New initiative to enroll 172,000 refugee children in school

News Stories, 20 November 2012

© Courtesy of the Office of Her Highness Sheikha Moza Bint Nasser
Sheikha Moza bint Nasser speaks at the launch of her new global initiative, Educate A Child.

DOHA, Qatar, 20 November (UNHCR) The UN refugee agency is taking a key role in the Educate a Child (EAC) initiative launched this month by Qatar's Sheikha Moza bint Nasser and aimed at enrolling 172,000 refugee children in school in a dozen countries.

"In Refugeeland there is no minister of education," UN High Commissioner for Refugees António Guterres said of the millions of refugee children that fall under UNHCR's mandate. "Education is a fundamental human right that allows children to access other rights."

The EAC initiative was unveiled in Doha last week at the World Innovation Summit on Education by Sheikha Moza, wife of the Emir of Qatar Sheikh Hamad bin Khalifa Al Thani. Her Highness identified UNHCR as a key partner among several large strategic organizations and country-level partners.

With more than 60 million children not in school, EAC aims to help achieve the Millennium Development Goal II by assisting millions of children to access quality primary education.

"I wouldn't be where I am today without my father insisting on an education not only for the boys, but for the girls," former refugee and South Sudanese supermodel Alek Wek said at the launch. "If you educate a girl, you educate a family and you educate a community," said Wek, a UNHCR supporter.

The first phase of the new partnership involves a US$12 million grant half from Sheikha Moza and half from UNHCR that the agency is using to enroll an additional 172,000 refugee children in school. The project is being implemented this year in 12 key countries around the world, including Wek's native South Sudan.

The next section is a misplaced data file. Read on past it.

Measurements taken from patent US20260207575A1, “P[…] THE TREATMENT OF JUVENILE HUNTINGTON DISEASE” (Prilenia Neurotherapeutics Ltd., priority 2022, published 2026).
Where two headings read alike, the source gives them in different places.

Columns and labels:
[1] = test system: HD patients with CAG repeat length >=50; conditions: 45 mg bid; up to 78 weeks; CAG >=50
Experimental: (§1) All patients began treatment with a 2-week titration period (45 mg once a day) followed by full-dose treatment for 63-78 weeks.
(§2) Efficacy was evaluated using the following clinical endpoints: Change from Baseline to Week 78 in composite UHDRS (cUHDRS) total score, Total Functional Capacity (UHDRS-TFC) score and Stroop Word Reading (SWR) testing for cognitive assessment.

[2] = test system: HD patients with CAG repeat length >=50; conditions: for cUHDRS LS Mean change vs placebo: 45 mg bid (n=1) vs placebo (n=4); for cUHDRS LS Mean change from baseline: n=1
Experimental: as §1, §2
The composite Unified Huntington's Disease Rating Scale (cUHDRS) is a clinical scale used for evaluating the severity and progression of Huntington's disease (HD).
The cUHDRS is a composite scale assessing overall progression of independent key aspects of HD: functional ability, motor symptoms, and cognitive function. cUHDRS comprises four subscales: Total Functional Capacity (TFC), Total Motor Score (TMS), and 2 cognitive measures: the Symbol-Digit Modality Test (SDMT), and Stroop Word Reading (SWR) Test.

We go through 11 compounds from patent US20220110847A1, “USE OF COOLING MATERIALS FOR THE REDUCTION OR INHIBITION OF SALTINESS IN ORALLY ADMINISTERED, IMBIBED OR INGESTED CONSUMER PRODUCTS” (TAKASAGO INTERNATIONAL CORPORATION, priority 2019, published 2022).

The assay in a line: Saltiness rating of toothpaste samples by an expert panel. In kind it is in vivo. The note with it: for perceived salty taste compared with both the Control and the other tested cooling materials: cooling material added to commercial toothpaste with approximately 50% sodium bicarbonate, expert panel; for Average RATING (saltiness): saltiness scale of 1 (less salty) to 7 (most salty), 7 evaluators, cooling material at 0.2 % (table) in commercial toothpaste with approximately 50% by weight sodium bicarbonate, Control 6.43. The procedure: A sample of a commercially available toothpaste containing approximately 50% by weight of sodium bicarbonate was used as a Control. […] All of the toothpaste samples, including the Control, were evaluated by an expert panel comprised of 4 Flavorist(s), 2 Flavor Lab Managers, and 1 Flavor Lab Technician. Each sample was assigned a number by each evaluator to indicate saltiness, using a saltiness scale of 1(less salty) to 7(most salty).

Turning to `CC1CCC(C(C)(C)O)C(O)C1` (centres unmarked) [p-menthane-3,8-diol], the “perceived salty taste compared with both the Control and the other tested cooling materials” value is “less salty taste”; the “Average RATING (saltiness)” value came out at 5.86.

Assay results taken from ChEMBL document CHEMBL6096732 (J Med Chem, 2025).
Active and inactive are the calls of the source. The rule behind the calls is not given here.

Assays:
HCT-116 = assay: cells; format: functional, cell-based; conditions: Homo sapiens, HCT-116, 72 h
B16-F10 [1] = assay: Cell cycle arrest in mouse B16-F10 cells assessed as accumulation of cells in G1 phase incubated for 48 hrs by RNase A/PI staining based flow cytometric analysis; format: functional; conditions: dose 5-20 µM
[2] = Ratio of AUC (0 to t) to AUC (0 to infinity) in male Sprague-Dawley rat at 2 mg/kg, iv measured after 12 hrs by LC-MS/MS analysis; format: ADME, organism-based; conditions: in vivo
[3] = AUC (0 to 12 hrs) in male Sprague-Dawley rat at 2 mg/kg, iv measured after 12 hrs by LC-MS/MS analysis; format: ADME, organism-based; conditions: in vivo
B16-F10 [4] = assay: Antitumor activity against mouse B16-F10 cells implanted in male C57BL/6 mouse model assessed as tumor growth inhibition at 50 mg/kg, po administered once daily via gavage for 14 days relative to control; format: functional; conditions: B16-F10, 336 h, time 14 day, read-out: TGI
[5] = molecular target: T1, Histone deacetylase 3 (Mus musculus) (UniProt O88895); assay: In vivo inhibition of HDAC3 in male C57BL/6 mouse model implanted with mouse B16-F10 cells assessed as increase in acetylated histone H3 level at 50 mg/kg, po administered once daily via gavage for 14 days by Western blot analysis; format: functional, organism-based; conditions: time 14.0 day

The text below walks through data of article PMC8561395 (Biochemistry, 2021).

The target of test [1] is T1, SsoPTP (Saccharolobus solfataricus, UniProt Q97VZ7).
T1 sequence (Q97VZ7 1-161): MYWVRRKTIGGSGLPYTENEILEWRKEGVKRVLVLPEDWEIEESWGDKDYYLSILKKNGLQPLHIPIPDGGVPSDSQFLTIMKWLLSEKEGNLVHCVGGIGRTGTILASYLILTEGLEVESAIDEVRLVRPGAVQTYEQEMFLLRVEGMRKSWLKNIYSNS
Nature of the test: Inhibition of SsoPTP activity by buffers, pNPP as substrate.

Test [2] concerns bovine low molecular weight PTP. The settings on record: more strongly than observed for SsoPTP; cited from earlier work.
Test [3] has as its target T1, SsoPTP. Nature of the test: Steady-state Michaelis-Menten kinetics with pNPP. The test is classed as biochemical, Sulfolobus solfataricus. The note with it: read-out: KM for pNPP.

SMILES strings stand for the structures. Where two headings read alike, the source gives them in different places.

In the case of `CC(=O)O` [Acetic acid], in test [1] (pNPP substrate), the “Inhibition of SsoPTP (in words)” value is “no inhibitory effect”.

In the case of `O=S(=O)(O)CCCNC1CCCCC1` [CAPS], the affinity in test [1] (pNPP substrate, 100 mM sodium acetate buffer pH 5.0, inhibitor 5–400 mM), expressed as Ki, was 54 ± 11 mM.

Suad Mohammed, a 23-year-old Somali school principal at Kakuma refugee camp in Kenya, spoke of the need for equal access to education: "Refugee children are forgotten children. They deserve an education just as children in Canada, the United States or Europe do." Suad grew up in Kakuma and was educated at the school where she is now the principal.

The EAC partnership comes at an opportune time. In some refugee camps, such as Yida on the border between Sudan and South Sudan, 70 per cent of refugees are under the age of 18.

The refugee agency is facing a challenging year as it addresses displacement crises in South Sudan/Sudan, Syria, Mali and the Democratic Republic of the Congo, while maintaining operations in more than 100 other countries.

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Alek Wek Biography

Biography of the British Supermodel

Alek Wek and UNHCR

Learn about Alek Wek's links with UNHCR.

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The German-funded Albert Einstein German Academic Refugee Initiative provides scholarships for refugees to study in higher education institutes in many countries.

Chad: Education in Exile

UNHCR joins forces with the Ministry of Education and NGO partners to improve education for Sudanese refugees in Chad.

The ongoing violence in Sudan's western Darfur region has uprooted two million Sudanese inside the country and driven some 230,000 more over the border into 12 refugee camps in eastern Chad.